Gaz Coombes @ The Forum
In the mid 90’s it was hard to ignore Supergrass. They were everywhere from TFI Friday to TV adverts, and constantly on Radio 1, and underpinning it all was Alright, their worldwide hit from their debut album which introduced their killer sideburns and cheeky chappy tunes. But those who stuck with the band got to know a much more complex side to their music, especially on later albums like In It For The Money and Road To Rouen. However, the radio stations steadfastly stuck with Alright as being their only noteworthy tune. So when the band finally went their separate ways in 2010, it gave their frontman Gaz Coombes the ideal opportunity to plough a different and more interesting musical furrow.
So anyone who bought tickets expecting a bunch of old Supergrass hits at The Forum tonight would have been severely disappointed. Instead we were treated to a set of tunes that not only showed Gaz as a talented and varied musician, but also as a composer of some of the most inventive tunes on the music scene, moving effortlessly from simple guitar based love songs to huge soaring multi-layered anthems.
Although there’s a few numbers from his first album, tonight’s setlist is mostly comprised of songs from his second album Matador. Coming on in complete darkness he opens with the mid-paced and moody Needles Eye which provides a sombre opening, before moving straight into Sub-Divider from his first album. However, things start to really ramp up once he gets behind his trusty Waldorf piano which gives songs like Buffalo a real focus and a different dimension from the album’s version. It’s this transposition from the album to the live version which is the revelation for me tonight; songs which passed me by on the albums have a different feeling live and take on a new poignancy and have new layers revealed. One of These Days suddenly sounds like it was created by M83 at the start before moving to a complex interaction between drum rim patterns and percussion. Similarly, To The Wire becomes a huge soundscape that deserves to be a lot longer than it is, with a time signature that completely messes with your head. Throughout all this, Gaz flits between piano, acoustic guitar and electric guitar with hardly a blink, all supported by a backing band and choir of 3 “angels” placed to give him the space to be the focus of attention and feed on the energy of the crowd.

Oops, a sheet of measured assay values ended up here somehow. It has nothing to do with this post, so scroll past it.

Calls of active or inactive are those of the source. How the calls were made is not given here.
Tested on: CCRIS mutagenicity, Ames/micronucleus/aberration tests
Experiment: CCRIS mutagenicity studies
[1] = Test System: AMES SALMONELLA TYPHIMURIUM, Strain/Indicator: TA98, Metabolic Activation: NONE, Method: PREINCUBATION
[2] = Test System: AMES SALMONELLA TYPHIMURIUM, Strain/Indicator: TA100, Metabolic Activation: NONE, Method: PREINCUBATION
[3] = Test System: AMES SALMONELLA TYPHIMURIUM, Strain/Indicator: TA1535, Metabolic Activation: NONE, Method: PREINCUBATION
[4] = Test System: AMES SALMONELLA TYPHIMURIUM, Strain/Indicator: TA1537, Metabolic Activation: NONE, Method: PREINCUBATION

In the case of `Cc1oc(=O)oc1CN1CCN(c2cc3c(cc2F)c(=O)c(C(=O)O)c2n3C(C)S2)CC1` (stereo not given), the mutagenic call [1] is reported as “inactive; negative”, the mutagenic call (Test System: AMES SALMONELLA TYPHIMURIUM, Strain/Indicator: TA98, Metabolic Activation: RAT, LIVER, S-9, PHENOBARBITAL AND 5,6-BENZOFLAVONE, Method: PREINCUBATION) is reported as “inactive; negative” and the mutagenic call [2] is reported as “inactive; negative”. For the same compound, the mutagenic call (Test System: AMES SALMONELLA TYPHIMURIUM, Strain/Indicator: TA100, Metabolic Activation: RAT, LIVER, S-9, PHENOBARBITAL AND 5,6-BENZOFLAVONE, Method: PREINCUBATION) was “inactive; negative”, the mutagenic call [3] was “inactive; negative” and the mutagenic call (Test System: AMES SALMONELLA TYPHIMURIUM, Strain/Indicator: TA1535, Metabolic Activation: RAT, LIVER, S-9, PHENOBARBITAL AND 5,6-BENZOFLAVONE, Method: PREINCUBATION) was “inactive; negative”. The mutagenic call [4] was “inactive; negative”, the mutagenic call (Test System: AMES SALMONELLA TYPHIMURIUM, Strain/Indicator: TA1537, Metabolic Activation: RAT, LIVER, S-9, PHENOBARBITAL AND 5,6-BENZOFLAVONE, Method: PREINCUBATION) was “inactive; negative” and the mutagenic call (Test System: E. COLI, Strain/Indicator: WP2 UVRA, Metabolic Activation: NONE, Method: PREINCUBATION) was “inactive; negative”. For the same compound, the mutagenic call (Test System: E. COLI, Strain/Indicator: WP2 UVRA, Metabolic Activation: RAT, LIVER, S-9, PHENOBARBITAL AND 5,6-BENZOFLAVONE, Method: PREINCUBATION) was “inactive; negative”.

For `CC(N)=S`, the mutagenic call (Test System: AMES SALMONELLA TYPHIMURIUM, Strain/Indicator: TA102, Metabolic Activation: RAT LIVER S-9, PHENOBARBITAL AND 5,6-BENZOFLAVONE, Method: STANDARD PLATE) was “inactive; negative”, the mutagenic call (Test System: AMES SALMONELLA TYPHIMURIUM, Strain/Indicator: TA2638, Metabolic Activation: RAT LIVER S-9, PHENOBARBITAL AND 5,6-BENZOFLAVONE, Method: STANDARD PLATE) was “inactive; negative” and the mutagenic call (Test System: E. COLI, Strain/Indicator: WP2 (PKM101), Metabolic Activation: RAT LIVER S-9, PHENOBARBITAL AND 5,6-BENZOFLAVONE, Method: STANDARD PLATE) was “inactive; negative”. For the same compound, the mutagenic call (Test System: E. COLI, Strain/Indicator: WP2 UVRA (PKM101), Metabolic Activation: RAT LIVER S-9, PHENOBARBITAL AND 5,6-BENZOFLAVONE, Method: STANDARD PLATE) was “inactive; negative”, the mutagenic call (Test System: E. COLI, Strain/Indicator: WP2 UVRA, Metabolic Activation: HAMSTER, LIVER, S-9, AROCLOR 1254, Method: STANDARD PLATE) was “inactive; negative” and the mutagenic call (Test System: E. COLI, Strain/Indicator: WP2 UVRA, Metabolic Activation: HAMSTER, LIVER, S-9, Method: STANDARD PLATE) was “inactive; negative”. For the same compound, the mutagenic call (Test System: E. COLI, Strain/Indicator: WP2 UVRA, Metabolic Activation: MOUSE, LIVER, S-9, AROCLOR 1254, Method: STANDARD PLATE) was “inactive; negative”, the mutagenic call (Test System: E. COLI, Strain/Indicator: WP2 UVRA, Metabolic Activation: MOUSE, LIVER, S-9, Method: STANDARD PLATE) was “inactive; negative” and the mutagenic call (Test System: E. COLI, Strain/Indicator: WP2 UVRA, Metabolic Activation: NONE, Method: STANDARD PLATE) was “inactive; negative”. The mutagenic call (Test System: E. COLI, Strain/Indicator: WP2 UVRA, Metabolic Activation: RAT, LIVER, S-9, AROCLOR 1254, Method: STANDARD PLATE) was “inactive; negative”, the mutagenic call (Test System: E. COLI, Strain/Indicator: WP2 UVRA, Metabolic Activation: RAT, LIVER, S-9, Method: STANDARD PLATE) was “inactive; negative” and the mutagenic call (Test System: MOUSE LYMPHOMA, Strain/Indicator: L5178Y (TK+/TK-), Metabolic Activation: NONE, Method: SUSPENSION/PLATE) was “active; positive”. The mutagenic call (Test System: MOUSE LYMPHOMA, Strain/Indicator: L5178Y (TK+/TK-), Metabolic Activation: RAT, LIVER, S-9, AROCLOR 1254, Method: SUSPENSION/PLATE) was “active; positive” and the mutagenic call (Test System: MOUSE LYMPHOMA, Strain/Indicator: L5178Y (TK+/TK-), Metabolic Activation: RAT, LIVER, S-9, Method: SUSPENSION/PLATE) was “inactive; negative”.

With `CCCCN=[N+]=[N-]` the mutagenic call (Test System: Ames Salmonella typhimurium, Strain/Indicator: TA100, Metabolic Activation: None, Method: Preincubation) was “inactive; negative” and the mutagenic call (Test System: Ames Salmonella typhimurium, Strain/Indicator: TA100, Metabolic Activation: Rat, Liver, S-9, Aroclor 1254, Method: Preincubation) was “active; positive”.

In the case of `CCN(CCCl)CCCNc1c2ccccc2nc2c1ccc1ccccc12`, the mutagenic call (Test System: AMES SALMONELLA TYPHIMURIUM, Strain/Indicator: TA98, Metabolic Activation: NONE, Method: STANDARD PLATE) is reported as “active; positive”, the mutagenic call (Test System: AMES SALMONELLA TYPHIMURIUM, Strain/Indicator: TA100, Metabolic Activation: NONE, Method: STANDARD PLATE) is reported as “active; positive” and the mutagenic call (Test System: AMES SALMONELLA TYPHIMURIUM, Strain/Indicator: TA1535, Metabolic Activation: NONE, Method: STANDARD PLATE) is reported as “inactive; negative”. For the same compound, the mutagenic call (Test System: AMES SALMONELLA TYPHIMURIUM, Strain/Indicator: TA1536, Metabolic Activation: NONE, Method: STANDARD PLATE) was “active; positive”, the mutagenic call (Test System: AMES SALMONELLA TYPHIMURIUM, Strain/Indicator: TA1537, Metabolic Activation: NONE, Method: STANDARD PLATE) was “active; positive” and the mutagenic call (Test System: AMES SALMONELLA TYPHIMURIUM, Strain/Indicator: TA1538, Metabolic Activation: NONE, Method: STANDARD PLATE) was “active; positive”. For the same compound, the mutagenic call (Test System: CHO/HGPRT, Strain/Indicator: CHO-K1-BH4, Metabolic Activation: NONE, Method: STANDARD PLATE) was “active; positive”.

“This is the song I can’t get out of my head” shouts the woman to my left as soon as the opening chords of Girl Who Fell to Earth chime out, and it’s certainly one of the crowds favourites, as is 20/20 with its quirky Beach Boys-esque introduction and haunting melodies. This is easily my favourite track on Matador, and it would have been a great set closer, but instead this is reserved for Hot Fruit from his first album which gives an urgent, fast paced ending to events.
So ended a fantastic evening of complex layered songs, none of them sounding like the other, and which proved there is still some music out there which can’t be pigeonholed into a category, or which follows a set formula of verse-chorus and middle 8 solo. My only disappointment was the lack of banter between songs as Gaz seemed a modest and thoroughly endearing bloke, but this is a minor gripe. If you’ve got a ticket for any of the dates on the rest of his tour you’re in for a treat.
Review and Photography by Andy Sampson. And has his own great website right here: http://www.soundritualphotos.co.uk
Gaz Coombes at The Forum 9th October 2015.